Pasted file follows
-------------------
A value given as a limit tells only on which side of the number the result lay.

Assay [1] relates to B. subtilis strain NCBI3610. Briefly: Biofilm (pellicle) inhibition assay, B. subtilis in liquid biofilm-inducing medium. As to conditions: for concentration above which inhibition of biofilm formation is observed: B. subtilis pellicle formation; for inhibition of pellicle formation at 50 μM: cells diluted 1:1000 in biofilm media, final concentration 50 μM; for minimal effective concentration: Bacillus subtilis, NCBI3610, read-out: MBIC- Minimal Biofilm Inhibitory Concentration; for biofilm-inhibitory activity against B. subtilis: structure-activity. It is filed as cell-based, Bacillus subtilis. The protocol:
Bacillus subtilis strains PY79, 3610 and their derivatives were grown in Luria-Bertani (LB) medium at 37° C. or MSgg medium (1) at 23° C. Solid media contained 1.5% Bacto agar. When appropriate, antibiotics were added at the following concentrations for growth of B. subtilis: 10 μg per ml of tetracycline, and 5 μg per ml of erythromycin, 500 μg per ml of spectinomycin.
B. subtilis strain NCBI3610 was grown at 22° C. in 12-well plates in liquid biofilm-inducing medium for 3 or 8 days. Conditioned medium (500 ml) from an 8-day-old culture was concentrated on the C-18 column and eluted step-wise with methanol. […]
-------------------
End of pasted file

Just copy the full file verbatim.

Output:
A value given as a limit tells only on which side of the number the result lay.

Assay [1] relates to B. subtilis strain NCBI3610. Briefly: Biofilm (pellicle) inhibition assay, B. subtilis in liquid biofilm-inducing medium. As to conditions: for concentration above which inhibition of biofilm formation is observed: B. subtilis pellicle formation; for inhibition of pellicle formation at 50 μM: cells diluted 1:1000 in biofilm media, final concentration 50 μM; for minimal effective concentration: Bacillus subtilis, NCBI3610, read-out: MBIC- Minimal Biofilm Inhibitory Concentration; for biofilm-inhibitory activity against B. subtilis: structure-activity. It is filed as cell-based, Bacillus subtilis. The protocol:
Bacillus subtilis strains PY79, 3610 and their derivatives were grown in Luria-Bertani (LB) medium at 37° C. or MSgg medium (1) at 23° C. Solid media contained 1.5% Bacto agar. When appropriate, antibiotics were added at the following concentrations for growth of B. subtilis: 10 μg per ml of tetracycline, and 5 μg per ml of erythromycin, 500 μg per ml of spectinomycin.
B. subtilis strain NCBI3610 was grown at 22° C. in 12-well plates in liquid biofilm-inducing medium for 3 or 8 days. Conditioned medium (500 ml) from an 8-day-old culture was concentrated on the C-18 column and eluted step-wise with methanol. […]